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Grant Awarded to Find Affordable Treatments for Children

Grant Awarded to Find Affordable Treatments for Children
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A researcher from Keele University School of Medicine in the U.K. was awarded a £99,959 ($138,633) research grant to identify and evaluate potential — and more affordable — treatments to improve the health of children with spinal muscular atrophy (SMA).

The two-year research grant of the Academy of Medical Science’s Springboard scheme was awarded to Melissa Bowerman, PhD, lecturer in Bioscience at the medical school.

Also collaborating in the research project is Kevin Talbot, PhD, professor of motor neuron biology and head of the Nuffield Department of Clinical Neurosciences at the University of Oxford.

“We are extremely pleased and honoured to have been awarded this prestigious Academy of Medical Sciences (AMS) Springboard Award, which will help us continue our research aimed at developing new and affordable treatment options for SMA patients,” Bowerman said in a press release. “Rare disease charities have been hit extremely hard by the pandemic and such support from AMS is incredibly important for the entire rare disease community.”

SMA is a neuromuscular genetic disorder caused by a mutation in the survival motor neuron 1 (SMN1) gene, which provides the instructions to make a protein involved in protecting nerve cells that control muscle movement.

Currently approved SMN gene replacement treatments are very expensive and their effectiveness is highly dependent on factors such as a patient’s age or disease severity.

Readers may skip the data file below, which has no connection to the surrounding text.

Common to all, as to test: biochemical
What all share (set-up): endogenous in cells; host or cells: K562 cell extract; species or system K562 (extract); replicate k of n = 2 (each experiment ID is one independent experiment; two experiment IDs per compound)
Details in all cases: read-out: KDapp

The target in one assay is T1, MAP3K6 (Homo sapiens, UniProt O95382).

With this new grant, Bowerman, Talbot and their research teams plan to evaluate the potential of three (undisclosed) commercially available drugs that can act as muscle-specific therapies to be combined with existing SMN gene replacement treatments.

Bowerman’s research has been focused on neurodegenerative and neuromuscular conditions such as SMA and amyotrophic lateral sclerosis (ALS). Her main objective is to identify new disease pathways that contribute to the development of these genetic conditions and to investigate therapeutic strategies to correct the identified defects.

The Academy of Medical Science’s Springboard research funding scheme offers a personalized package of career support to biomedical researchers at the start of their first independent post to help launch their research careers. This includes funding of up to £100,000 ($138,660) over two years and access to the academy’s acclaimed mentoring and career development program.

Diana holds a PhD in Biomedical Sciences, with specialization in genetics, from Universidade Nova de Lisboa, Portugal. Her work has been focused on enzyme function, human genetics and drug metabolism.
Total Posts: 86

Ana holds a PhD in Immunology from the University of Lisbon and worked as a postdoctoral researcher at Instituto de Medicina Molecular (iMM) in Lisbon, Portugal. She graduated with a BSc in Genetics from the University of Newcastle and received a Masters in Biomolecular Archaeology from the University of Manchester, England. After leaving the lab to pursue a career in Science Communication, she served as the Director of Science Communication at iMM.

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Diana holds a PhD in Biomedical Sciences, with specialization in genetics, from Universidade Nova de Lisboa, Portugal. Her work has been focused on enzyme function, human genetics and drug metabolism.
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